Results for 'Angelology'

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  1. ʻaequales Angelis Sunt’: Angelology, Demonology, and the Resurrection of the Body in Augustine and Anselm.Seamus O'Neill - 2016 - The Saint Anselm Journal 12 (1):1-18.
    The future state of the redeemed human being in heaven is difficult, if not impossible, to pin down in this life. Nevertheless, Augustine and Anselm speculate on the heavenly life of the human being, proceeding from certain theological premises gathered from Scripture, and their arguments often both mirror and complement one another. Because Anselm and Augustine hold the premise that human beings in heaven are “equal to the angels” (Luke 20:36), our understanding of the heavenly condition of the human can (...)
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  2.  4
    Angelology and Nonreductive Dualism.John R. Gilhooly - 2016 - Philosophia Christi 18 (1):47-64.
    The traditional distinction between the angelic and human nature rests on the corpo­reality of the human nature. In light of this fact, I compare a paradigm case of pure substance dualism (PSD) and a paradigm case of compound substance dualism (CSD) to the standards of angelology. I argue that CSD provides an intuitive ground for the traditional distinction, whereas PSD fails to distinguish between angels and humans. Given these paradigm cases, angelology gives us a theological reason to prefer (...)
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  3.  5
    As Drops in Their Sea: Angelology Through Ontology in Faḫr Al-Dīn Al-Rāzī’s Al-Maṭālib Al-῾Āliya.Nora Jacobsen Ben Hammed - 2019 - Arabic Sciences and Philosophy 29 (2):185-206.
    In this article, I examine key passages from the Aš῾arite theologian Faḫr al- Dīn al-Rāzī’s final work, Al-Maṭālib al-῾āliya, in order to theorize Rāzī’s cosmology and angelology. In his attempt to prove the existence of these beings, Rāzī divides reality into material and intelligible realms. Angels, which signify the celestial intellects and spheres, exist as non-space-occupying beings and represent an aspect of the intelligible world. Of these, some are associated with celestial bodies, and others are entirely unassociated with materiality. (...)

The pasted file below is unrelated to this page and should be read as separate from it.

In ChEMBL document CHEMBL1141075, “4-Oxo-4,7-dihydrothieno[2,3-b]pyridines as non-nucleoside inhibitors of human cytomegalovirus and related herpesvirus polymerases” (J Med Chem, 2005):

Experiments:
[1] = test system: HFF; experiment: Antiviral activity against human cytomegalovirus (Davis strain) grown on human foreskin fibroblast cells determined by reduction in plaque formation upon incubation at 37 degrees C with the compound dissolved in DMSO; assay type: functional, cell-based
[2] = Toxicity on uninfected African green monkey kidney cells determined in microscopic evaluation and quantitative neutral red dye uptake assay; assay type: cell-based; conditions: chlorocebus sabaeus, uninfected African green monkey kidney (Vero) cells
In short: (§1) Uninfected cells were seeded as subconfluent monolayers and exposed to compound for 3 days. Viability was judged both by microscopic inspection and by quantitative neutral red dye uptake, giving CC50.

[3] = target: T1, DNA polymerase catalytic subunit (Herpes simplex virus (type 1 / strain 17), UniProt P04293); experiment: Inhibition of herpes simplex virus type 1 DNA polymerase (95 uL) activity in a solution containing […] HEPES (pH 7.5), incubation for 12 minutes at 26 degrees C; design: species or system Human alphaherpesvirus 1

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  4. Duns Scotus’s Action Theory in the Context of His Angelology.Tobias Hoffmann - 2010 - In Ludger Honnefelder (ed.), Johannes Duns Scotus 1308–2008: Die philosophischen Perspektiven seines Werkes / Investigations into his Philosophy. Proceedings of “The Quadruple Congress” on John Duns Scotus, part 3. Franciscan Institute Publications; Aschendorff.
    Angelology gives Duns Scotus the occasion to test his action theory or to expand on it to accommodate the special case of angelic sin: freedom and determinism; synchronic continency; the will as a “comparative power” (assuming quasi-cognitive functions); the distinction between the two affections of the will (commodi and iustitiae).
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  5.  32
    Angelology, Metaphysics, and Intersubjectivity.Howard P. Kainz - 1989 - Irish Philosophical Journal 6 (1):119-132.
  6.  20
    Early Scholastic Angelology.Marcia L. Colish - 1995 - Recherches de Theologie Et Philosophie Medievales 62:80-109.
    This paper surveys the doctrine on angels taught by theologians in the first century of scholasticism . This topic has received virtually no scholarly attention; but it is of interest for the light it sheds on the concerns of school theologians during this formative stage of their discipline. We can subdivide our target century into three parts, the first half of the twelfth century closing with the Sentences of Peter Lombard, the second half of the twelfth century, and the first (...)
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  7.  14
    Angels and Angelology in the Middle Ages. David Keck.Jeffrey Burton Russell - 2002 - Speculum 77 (1):202-202.
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  8.  15
    Angelology, Metaphysics, and Intersubjectivity: A Reply to G. N. Casey.Howard P. Kainz - 1989 - Irish Philosophical Journal 6 (1):119-132.
  9.  6
    Early Scholastic Angelology.Marcia Colish - 1995 - Recherches de Philosophie 62:80-109.
    This paper surveys the doctrine on angels taught by theologians in the first century of scholasticism. This topic has received virtually no scholarly attention; but it is of interest for the light it sheds on the concerns of school theologians during this formative stage of their discipline. We can subdivide our target century into three parts, the first half of the twelfth century closing with the Sentences of Peter Lombard, the second half of the twelfth century, and the first quarter (...)